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Outcomes of gynecologic oncology patients admitted to the intensive care unit following surgery: a university teaching hospital experience
  1. III C. A. Leath*,
  2. IV J. E. Kendrick,
  3. T. M. Numnum,
  4. JR J. M. Straughn,
  5. R. P. Rocconi,
  6. G. P. Sfakianos and
  7. JR J. D. Lang
  1. *Division of Gynecologic Oncology, Department of Obstetrics and Gynecology, Brooke Army Medical Center, San Antonio, Texas
  2. Division of Gynecologic Oncology, Department of Obstetrics and Gynecology, University of Alabama at Birmingham
  3. Division of Critical Care Medicine, Department of Anesthesiology, University of Alabama at Birmingham, Birmingham, Alabama
  1. Address correspondence and reprint requests to: Charles A. Leath III, MD, Department of Obstetrics and Gynecology, Brooke Army Medical Center, 3851 Roger Brooke Drive, Fort Sam Houston, TX 78234, USA. Email: Trey_Leath{at}


The objective of this study was to determine the outcomes of gynecological oncology patients requiring intensive care unit (ICU) admission following surgery. A computerized database identified postsurgical ICU admissions from January 1, 1999 to December 31, 2004 at a university hospital. Abstracted data included: demographics, preoperative diagnosis, reason(s) for ICU admission, consultations, interventions, length of stay (LOS), Acute Physiology and Chronic Health Evaluation (APACHE) II score, and 30-day mortality. Statistical analysis was performed with the Student's t-test. A total of 185 surgical gynecological oncology ICU patients was identified. Median age was 60 years (range, 21–92 years), and 63% of patients were white. Only 72% of patients had ovarian, endometrial, or cervical cancer. The most common indications for ICU admission were volume resuscitation (108 patients) and respiratory insufficiency (80 patients). Median ICU LOS was 1 day (range, 1–55 days). Patients surviving their hospital admission had a mean APACHE II score of 11.5 (range, 2–37) compared to a mean of 21.2 (range, 13–44) for patients who died prior to hospital discharge (P < 0.001). The overall mortality rate was 12%. A substantial number of gynecological oncology patients will be admitted to the ICU following surgery. Patient outcomes are favorable if APACHE II scores are low and ICU LOS is short.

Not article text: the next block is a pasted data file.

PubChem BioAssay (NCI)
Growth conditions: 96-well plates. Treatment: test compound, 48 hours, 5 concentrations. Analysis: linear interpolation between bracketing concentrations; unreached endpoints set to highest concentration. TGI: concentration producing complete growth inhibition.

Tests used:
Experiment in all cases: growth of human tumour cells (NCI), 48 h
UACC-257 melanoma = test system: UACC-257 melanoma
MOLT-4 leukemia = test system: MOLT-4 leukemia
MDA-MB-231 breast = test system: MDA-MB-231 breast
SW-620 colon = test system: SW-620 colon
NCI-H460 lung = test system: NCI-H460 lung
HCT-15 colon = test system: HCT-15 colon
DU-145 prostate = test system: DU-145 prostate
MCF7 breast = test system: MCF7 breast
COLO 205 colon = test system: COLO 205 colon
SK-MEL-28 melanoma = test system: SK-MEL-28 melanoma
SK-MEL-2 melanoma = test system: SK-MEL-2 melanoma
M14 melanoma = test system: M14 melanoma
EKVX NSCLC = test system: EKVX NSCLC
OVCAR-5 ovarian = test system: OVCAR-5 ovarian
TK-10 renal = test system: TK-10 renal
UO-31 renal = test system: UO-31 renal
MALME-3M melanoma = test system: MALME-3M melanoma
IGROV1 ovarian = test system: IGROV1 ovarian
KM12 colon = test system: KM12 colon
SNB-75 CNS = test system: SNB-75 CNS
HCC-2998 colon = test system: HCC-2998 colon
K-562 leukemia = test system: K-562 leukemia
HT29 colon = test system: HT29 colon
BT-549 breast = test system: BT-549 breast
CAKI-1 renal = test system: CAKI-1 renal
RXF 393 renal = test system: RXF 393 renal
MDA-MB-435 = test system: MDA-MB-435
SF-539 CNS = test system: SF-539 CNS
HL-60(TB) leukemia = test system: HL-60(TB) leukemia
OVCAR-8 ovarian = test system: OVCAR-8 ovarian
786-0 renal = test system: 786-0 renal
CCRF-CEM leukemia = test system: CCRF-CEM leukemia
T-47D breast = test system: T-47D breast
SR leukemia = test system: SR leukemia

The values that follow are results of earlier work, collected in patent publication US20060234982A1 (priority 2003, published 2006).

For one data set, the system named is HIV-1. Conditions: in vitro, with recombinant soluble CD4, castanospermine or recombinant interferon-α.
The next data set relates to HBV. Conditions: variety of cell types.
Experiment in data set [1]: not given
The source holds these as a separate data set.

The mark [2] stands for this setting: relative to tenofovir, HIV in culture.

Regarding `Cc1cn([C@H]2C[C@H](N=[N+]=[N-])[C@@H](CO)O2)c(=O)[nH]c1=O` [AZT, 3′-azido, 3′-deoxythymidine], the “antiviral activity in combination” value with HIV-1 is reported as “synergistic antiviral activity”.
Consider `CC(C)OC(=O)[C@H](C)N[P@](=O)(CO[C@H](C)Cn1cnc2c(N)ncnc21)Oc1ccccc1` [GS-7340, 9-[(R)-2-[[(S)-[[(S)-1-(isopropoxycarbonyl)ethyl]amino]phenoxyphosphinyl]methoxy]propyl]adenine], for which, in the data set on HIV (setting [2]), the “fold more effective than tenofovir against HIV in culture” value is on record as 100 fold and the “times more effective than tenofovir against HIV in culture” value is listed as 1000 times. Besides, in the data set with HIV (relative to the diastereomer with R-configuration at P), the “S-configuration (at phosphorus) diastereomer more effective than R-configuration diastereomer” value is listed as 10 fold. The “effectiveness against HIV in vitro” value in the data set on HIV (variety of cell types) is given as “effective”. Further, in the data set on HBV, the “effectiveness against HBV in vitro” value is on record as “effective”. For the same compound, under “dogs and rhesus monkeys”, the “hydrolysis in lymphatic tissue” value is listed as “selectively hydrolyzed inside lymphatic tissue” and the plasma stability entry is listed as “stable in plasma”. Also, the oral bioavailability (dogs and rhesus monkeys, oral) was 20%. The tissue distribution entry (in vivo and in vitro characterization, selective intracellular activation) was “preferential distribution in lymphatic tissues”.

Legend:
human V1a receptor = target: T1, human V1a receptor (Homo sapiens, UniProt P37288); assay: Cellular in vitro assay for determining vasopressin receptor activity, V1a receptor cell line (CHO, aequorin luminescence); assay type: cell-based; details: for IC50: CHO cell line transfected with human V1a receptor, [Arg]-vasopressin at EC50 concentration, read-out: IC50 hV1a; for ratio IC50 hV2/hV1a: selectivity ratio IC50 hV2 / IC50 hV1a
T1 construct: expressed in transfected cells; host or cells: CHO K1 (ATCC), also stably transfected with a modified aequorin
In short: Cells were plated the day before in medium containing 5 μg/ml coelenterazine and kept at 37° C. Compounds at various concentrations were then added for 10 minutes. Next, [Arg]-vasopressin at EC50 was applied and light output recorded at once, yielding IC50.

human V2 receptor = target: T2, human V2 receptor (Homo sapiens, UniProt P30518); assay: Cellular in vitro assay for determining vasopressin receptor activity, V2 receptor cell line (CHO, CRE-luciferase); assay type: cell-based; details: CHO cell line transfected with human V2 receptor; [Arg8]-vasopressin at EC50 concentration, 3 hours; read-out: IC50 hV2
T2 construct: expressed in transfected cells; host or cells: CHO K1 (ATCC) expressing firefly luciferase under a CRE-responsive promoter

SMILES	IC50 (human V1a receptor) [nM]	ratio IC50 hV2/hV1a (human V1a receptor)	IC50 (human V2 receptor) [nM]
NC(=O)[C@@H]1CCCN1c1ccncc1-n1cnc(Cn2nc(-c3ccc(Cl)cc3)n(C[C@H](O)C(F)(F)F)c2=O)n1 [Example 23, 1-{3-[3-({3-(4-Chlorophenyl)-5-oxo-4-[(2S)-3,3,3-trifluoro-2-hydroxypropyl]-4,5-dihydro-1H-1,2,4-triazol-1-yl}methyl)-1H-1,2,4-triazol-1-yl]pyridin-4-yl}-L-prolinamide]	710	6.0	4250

• critical care
  • gynecological cancer
  • outcomes
  • surgical patients

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  • Poster presentation at the 36th Annual Meeting of the Society of Gynecologic Oncologists, March 2005, Miami, Florida.

  • The opinion or assertions contained herein are the private views of the authors and are not to be construed as official or as reflecting the views of the Department of the Air Force or the Department of Defense.